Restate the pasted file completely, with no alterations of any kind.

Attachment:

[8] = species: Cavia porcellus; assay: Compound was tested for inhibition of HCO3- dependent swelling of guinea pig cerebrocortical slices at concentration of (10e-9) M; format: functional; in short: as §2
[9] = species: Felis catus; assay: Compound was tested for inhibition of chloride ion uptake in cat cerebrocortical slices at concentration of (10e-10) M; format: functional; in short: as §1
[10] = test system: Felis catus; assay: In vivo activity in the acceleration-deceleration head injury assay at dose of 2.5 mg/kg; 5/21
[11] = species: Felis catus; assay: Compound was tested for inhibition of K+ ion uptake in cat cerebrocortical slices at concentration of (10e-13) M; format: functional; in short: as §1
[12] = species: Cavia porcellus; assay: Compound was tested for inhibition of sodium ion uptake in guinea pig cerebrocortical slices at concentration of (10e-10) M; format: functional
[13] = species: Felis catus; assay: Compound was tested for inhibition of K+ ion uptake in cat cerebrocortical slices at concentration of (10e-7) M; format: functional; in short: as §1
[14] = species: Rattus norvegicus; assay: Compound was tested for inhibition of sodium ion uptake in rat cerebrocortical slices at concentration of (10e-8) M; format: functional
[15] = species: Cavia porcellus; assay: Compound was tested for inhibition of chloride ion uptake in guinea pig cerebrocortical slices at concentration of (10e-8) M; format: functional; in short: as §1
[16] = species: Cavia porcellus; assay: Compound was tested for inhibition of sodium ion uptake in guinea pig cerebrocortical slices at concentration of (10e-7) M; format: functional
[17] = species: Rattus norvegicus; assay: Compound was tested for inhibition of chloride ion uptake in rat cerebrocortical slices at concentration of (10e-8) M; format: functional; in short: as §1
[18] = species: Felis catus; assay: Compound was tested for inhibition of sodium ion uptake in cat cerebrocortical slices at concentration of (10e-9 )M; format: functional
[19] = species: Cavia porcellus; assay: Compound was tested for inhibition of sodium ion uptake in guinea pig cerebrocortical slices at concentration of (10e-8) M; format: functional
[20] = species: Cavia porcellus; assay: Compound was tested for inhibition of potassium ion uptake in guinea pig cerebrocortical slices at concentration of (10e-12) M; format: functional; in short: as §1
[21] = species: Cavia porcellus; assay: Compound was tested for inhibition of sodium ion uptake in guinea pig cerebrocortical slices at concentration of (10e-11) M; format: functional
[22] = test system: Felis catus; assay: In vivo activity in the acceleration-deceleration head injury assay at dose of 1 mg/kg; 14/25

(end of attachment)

[8] = species: Cavia porcellus; assay: Compound was tested for inhibition of HCO3- dependent swelling of guinea pig cerebrocortical slices at concentration of (10e-9) M; format: functional; in short: as §2
[9] = species: Felis catus; assay: Compound was tested for inhibition of chloride ion uptake in cat cerebrocortical slices at concentration of (10e-10) M; format: functional; in short: as §1
[10] = test system: Felis catus; assay: In vivo activity in the acceleration-deceleration head injury assay at dose of 2.5 mg/kg; 5/21
[11] = species: Felis catus; assay: Compound was tested for inhibition of K+ ion uptake in cat cerebrocortical slices at concentration of (10e-13) M; format: functional; in short: as §1
[12] = species: Cavia porcellus; assay: Compound was tested for inhibition of sodium ion uptake in guinea pig cerebrocortical slices at concentration of (10e-10) M; format: functional
[13] = species: Felis catus; assay: Compound was tested for inhibition of K+ ion uptake in cat cerebrocortical slices at concentration of (10e-7) M; format: functional; in short: as §1
[14] = species: Rattus norvegicus; assay: Compound was tested for inhibition of sodium ion uptake in rat cerebrocortical slices at concentration of (10e-8) M; format: functional
[15] = species: Cavia porcellus; assay: Compound was tested for inhibition of chloride ion uptake in guinea pig cerebrocortical slices at concentration of (10e-8) M; format: functional; in short: as §1
[16] = species: Cavia porcellus; assay: Compound was tested for inhibition of sodium ion uptake in guinea pig cerebrocortical slices at concentration of (10e-7) M; format: functional
[17] = species: Rattus norvegicus; assay: Compound was tested for inhibition of chloride ion uptake in rat cerebrocortical slices at concentration of (10e-8) M; format: functional; in short: as §1
[18] = species: Felis catus; assay: Compound was tested for inhibition of sodium ion uptake in cat cerebrocortical slices at concentration of (10e-9 )M; format: functional
[19] = species: Cavia porcellus; assay: Compound was tested for inhibition of sodium ion uptake in guinea pig cerebrocortical slices at concentration of (10e-8) M; format: functional
[20] = species: Cavia porcellus; assay: Compound was tested for inhibition of potassium ion uptake in guinea pig cerebrocortical slices at concentration of (10e-12) M; format: functional; in short: as §1
[21] = species: Cavia porcellus; assay: Compound was tested for inhibition of sodium ion uptake in guinea pig cerebrocortical slices at concentration of (10e-11) M; format: functional
[22] = test system: Felis catus; assay: In vivo activity in the acceleration-deceleration head injury assay at dose of 1 mg/kg; 14/25